Research group: Dr. Willson C. Grant
My lab role and research: I work with other graduate and undergraduate students on a project with the goal of controlling the self-assembly of silicon-containing block copolymers with nano-sized features. I have performed a variety of post-synthesis tasks in the project using a number of different instruments and techniques. Some examples are depositing thin polymer films on silicon wafers with a spin coater, measuring film thicknesses by ellipsometry, thermally annealing samples in a vacuum oven, etching annealed samples using a reactive ion etcher, and imaging etched samples with atomic force microscopy.
How this research will benefit society: Block copolymers are one of the possible future paths for microelectronic patterning. We are focused on finding and developing block copolymers that can self-assemble with perpendicular, nano-scale features. These materials could be used to create lithographic templates to produce drives with capacities of more than one terabit per square inch in order to match the increasing demands of the electronic world.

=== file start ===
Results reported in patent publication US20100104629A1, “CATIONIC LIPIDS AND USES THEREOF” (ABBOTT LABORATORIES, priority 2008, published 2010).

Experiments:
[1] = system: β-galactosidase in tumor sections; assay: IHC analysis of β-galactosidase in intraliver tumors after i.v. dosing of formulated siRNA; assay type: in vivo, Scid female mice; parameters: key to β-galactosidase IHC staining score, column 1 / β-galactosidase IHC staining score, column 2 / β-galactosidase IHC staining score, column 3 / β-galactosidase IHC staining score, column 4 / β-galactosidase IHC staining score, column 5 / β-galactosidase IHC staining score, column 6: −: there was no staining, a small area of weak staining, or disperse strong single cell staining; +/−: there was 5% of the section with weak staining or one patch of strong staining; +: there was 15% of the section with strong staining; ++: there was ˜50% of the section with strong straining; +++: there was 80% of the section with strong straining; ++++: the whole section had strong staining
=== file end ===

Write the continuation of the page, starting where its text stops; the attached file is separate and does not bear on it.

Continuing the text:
How I plan on using this experience in my career: I have interests in both attending graduate school and working in the materials industry, so my current research gives me some exposure to both of these goals.
The most memorable breakthrough in my research group: Recently, we had a series of breakthroughs involving a block copolymer synthesized from styrene and trimethylsilyl styrene monomers. Two different annealing methods, introduction to an environment saturated with the vapor a polar solvent and thermal equilibration with modification layers at both the substrate and air interfaces, induced perpendicularly oriented features. Fine-tuning these methods and materials could lead to a process useful for large-scale nanofabrication.
My advice to students who plan to do research: Ask many questions to your research advisor and graduate students within the research group. They will be glad to answer and assist you. It will be difficult to understand everything at first, but if you continue to ask questions, both the details of your task and the overarching view of the project will become clear.